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20 – 30 Minutes In Nature Reduces Anxiety, Depression, and Stress

Marilyn Folk BScN medical reviewer
Written by: Jim Folk.
Reviewed by: Marilyn Folk, BScN.
Last updated: April 10, 2019


20 – 30 Minutes In Nature Reduces Anxiety, Depression, and Stress

All of us at anxietycentre.com are proponents of using natural strategies to reduce and overcome issues with anxiety, depression, and unhealthy stress. Spending time in nature is one such strategy that can produce significant benefits, and it’s relatively cost effective with no adverse side effects (as long as you keep yourself safe when in nature).

I believe most of us know that spending time in nature reduces anxiety, depression, and stress. Recent research has qualified that knowledge.

Research[1] published in Frontiers In Psychology in 2014 noted:

Proximity to greenspace has been associated with lower levels of stress (Thompson et al., 2012)[2] and reduced symptomology for depression and anxiety (Beyer et al., 2014).[3] 

A recent epidemiological study has shown that people who move to greener urban areas benefit from sustained improvements in their mental health (Alcock et al., 2014).[4]

Moreover, a study[5] in 2016 published in Nature Scientific Reports found that parks offered health benefits, including reduced risks of developing heart disease, stress, anxiety and depression.

"If everyone visited their local parks for half an hour each week there would be seven per cent fewer cases of depression and nine percent fewer cases of high blood pressure," Dr Danielle Shanahan, UQ CEED researcher, said.

Co-researcher, Associate Professor Richard Fuller, continued:

"We've known for a long time that visiting parks is good for our health, but we are now beginning to establish exactly how much time we need to spend in parks to gain these benefits," he said.

"We have specific evidence that we need regular visits of at least half an hour to ensure we get these benefits."

And, just a week ago (April 4, 2019), another study[6] announced, “Stressed? Take a 20-minute nature pill.” The research press release states:

"We know that spending time in nature reduces stress, but until now it was unclear how much is enough, how often to do it, or even what kind of nature experience will benefit us," says Dr. MaryCarol Hunter, an Associate Professor at the University of Michigan and lead author of this research. "Our study shows that for the greatest payoff, in terms of efficiently lowering levels of the stress hormone cortisol, you should spend 20 to 30 minutes sitting or walking in a place that provides you with a sense of nature."

The press release continued:

"Healthcare practitioners can use our results as an evidence-based rule of thumb on what to put in a nature-pill prescription," says Hunter. "It provides the first estimates of how nature experiences impact stress levels in the context of normal daily life. It breaks new ground by addressing some of the complexities of measuring an effective nature dose."

The researchers further noted:

The data revealed that just a twenty-minute nature experience was enough to significantly reduce cortisol levels. But if you spent a little more time immersed in a nature experience, 20 to 30 minutes sitting or walking, cortisol levels dropped at their greatest rate. After that, additional de-stressing benefits continue to add up but at a slower rate.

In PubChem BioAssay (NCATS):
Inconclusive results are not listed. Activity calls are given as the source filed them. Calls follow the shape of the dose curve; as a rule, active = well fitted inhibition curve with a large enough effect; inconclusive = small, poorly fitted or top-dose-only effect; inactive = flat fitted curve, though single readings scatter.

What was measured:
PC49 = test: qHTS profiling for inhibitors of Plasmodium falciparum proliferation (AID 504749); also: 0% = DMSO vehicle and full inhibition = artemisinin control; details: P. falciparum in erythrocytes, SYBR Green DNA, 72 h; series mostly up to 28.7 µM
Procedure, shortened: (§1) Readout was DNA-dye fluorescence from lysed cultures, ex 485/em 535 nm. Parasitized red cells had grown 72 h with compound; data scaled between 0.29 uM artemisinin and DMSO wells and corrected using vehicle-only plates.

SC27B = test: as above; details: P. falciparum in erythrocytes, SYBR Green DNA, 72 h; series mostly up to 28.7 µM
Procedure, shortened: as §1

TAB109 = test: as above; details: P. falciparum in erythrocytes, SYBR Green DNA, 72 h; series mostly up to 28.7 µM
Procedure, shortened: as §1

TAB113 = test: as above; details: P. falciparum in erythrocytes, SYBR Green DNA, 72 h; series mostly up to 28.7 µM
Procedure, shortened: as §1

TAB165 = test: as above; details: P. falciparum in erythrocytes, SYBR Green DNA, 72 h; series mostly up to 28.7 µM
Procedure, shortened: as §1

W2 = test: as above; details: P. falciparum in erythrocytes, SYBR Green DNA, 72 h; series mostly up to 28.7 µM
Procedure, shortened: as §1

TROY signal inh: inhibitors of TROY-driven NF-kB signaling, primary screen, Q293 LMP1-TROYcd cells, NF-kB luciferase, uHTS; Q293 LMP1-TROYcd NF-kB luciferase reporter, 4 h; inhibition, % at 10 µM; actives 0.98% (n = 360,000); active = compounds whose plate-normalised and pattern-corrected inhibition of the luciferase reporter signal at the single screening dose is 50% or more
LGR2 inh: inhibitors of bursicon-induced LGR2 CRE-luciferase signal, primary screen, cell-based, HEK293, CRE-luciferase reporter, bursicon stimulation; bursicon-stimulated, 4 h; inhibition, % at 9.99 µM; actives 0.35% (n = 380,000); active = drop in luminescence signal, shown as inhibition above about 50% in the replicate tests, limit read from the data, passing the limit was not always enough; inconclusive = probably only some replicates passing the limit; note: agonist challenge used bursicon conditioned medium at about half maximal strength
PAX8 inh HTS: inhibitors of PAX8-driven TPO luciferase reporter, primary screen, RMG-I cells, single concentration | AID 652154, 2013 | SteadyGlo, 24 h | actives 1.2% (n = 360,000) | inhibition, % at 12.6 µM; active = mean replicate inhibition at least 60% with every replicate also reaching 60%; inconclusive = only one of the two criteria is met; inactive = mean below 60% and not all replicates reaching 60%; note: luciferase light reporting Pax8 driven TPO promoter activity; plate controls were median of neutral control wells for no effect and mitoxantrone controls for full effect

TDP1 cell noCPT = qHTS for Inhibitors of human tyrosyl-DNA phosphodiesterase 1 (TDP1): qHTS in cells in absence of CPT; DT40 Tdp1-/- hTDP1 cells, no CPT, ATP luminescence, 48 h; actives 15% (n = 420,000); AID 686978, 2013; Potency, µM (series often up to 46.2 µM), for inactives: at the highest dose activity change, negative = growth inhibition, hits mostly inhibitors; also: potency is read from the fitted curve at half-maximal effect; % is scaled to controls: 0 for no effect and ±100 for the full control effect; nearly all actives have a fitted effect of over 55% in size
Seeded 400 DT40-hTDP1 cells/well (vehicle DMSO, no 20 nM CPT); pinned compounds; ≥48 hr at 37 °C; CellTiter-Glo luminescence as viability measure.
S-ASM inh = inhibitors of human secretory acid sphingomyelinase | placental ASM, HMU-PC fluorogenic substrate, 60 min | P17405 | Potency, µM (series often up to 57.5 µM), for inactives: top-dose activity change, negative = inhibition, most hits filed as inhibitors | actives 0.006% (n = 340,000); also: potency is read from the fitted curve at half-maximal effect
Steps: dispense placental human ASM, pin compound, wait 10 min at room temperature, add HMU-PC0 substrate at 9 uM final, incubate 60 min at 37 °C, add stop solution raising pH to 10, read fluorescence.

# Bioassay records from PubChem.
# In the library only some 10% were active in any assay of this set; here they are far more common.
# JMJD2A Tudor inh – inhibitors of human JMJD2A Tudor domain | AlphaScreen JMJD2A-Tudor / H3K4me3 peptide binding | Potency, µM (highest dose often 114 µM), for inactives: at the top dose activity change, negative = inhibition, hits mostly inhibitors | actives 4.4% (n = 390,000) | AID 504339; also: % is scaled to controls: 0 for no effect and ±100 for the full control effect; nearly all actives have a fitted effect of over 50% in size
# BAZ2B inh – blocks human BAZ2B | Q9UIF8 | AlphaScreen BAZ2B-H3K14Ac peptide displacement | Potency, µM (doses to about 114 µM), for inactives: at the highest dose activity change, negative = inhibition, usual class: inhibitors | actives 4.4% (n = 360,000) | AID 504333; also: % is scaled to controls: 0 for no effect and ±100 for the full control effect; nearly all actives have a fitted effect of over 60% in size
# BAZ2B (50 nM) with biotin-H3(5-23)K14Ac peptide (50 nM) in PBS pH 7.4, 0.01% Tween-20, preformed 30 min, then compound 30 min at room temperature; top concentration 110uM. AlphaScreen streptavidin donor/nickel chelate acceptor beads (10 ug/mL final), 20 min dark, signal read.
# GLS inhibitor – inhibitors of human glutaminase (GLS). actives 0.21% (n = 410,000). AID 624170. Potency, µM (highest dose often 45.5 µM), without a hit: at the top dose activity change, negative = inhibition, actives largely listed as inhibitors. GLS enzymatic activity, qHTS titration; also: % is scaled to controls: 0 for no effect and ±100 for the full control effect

These aren’t the only studies that found spending time in nature benefits mental health. There are numerous others.

So, spending time in nature is scientifically proven to reduce anxiety, depression, and stress hormone levels, which can be an important tool when working to overcome anxiety disorder and its symptoms.

Since anxiety symptoms are symptoms of stress, and stress raises cortisol levels thereby increasing symptoms, regularly spending time in nature can provide significant mental and physical health benefits, including reducing anxiety and its symptoms.

Spending time in nature can be an important strategy for long-term good mental and physical health.


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REFERENCES:

1. Pearson, David, et al. "The great outdoors? Exploring the mental health benefits of natural environments." Frontiers in Psychology, 21, Oct. 2014, https://www.ncbi.nlm.nih.gov/pmc/articles/PMC4204431/#B36

2. Thompson C. W., Roe J., Aspinall P., Mitchell R., Clow A., Miller D. (2012). More green space is linked to less stress in deprived communities: evidence from salivary cortisol patterns. Landscape Urban Plann. 105, 221–229. 10.1016/j.landurbplan.2011.12.015

3. Beyer K. M. M., Kaltenbach A., Szabo A., Bogar S., Nieto F. J., Malecki K. M. (2014). Exposure to neighbourhood green space and mental health: Evidence from the survey of the health of Wisconsin. Int. J. Environ. Res. Public Health 11, 3453–3472. 10.3390/ijerph110303453

4. Alcock I., White M. P., Wheeler B. W., Fleming L. E., Depledge M. H. (2014). Longitudinal effects on mental health of moving to greener and less green urban areas. Environ. Sci. Technol. 48, 1247–1255. 10.1021/es403688w

5. Shanahan, Danielle F., et al. “Health Benefits from Nature Experiences Depend on Dose.” Nature News, Nature Publishing Group, 23 June 2016, www.nature.com/articles/srep28551.

6. Hunter, MaryCarol, et al. “Urban Nature Experiences Reduce Stress in the Context of Daily Life Based on Salivary Biomarkers.” Frontiers in Psychology, 4 Apr. 2019, https://www.frontiersin.org/articles/10.3389/fpsyg.2019.00722/full


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